Bacteria were grown in Luria Bertani broth to an OD600 of 1.0. Plasmid DNA of all isolates was extracted by miniprep kit (Perfect Prep-Spin Mini kit- 5 Prime- USA). Extracted plasmid DNA was targeted for the blaCTX-Mgene using the CTX-MU-1 and CTX-MU-2 primers described by Pagani, 2003 [18] which amplified a 593 bp fragment. PCR was performed under the following conditions: 94°C for 5 minutes, and 35 cycles of 94°C for 30 seconds, 55°C for 30 seconds, 72°C for 30 seconds and a final extension in 72°C for 3 minutes in a thermal cycler (Kyratec- Korea). PCR products were visualized in agarose 1.5% w/v gels following electrophoresis and Green viewer staining. In this study E. coli strain producing ESBL type CTX-M prepared from Pasteur institute of Iran was used as positive control for blaCTX-Mgene.

CTX-M-1 and CTX-M-2 β-lactamase-producing genes were amplified using the primers and temperatures listed in Table 1. Reaction mixtures (30 µL) contained 3 µL (10X) of PCR buffer, 1 µL MgCl2 (10 mM), 0.25 µL Taq DNA polymerase (5 U/µL) (Fermentas-Lituania), 0.5 µL dNTPs (10 mM), 1 µL of each primer (10 µM) and 50 - 80 ng of each plasmid extracts. Five microliters of each PCR product was analyzed by electrophoresis in 1.5% (w/v) agarose along with a 100 bp ladder standard (Fermentas, Lithuania), positive and negative controls.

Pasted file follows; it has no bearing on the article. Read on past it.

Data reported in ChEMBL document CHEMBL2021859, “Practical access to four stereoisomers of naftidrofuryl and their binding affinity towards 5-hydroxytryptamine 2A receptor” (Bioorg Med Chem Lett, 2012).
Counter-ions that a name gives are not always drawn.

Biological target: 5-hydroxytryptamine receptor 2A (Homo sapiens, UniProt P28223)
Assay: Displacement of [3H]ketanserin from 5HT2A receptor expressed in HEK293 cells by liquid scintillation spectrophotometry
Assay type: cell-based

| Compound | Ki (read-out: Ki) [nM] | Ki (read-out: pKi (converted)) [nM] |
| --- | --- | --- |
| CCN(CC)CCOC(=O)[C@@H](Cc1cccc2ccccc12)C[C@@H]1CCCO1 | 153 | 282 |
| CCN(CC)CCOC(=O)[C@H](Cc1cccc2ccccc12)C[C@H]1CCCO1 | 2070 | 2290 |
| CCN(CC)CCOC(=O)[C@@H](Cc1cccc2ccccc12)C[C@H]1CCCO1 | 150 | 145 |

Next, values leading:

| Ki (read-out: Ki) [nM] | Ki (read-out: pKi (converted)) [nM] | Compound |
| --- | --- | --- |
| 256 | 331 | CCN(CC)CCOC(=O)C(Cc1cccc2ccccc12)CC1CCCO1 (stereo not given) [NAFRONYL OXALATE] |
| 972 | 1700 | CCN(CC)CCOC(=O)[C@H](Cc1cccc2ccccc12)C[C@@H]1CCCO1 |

Table 1. The Sequence of Primers and Temperatures Used in PCR blaCTX-M-1and blaCTX-M-2Genes
PrimersSequences (5’ → 3’)Gen and SizePCRCycles
CTX-M1GFCGC TTT GCG ATG TGC AG’blaCTX-M1- 550 bp94°C- 30 s56°C- 30 s72°C- 30 s35
CTX-M2GFTTA ATG ACT CAG AGC ATT C’blaCTX-M2- 902 bp94°C- 30 s56°C- 45 s72°C- 45 s35

2.4. DNA Sequencing

Amplified DNAs of four samples were sequenced in both directions using CTX-MU-1 and CTX-MU-2 primers. Sequences were determined with an ABI 3730 DNA sequence by Lifesciences- Bioscience Company in UK. Sequence data were analyzed using the Sequencher sequence software alignment (Version 4.10.1) and were compared to the identified β-lactamase in the GenBank nucleotide database available on the Internet at the National center of biotechnology information website (http://www.ncbi.nlm.nih.gov).

2.5. Statistical Analysis

Statistical analysis carried out using SPSS (version 16) software. Chi-square test used for determination of significance association between two groups of bacteria; ESBL-producers and ESBL-no producers. Percentage of antibiotic resistance or sensitivity was determined according to the mean of inhibition zone and the P value ≤ 0.05 was considered significant.

3. Results

3.1. Bacteria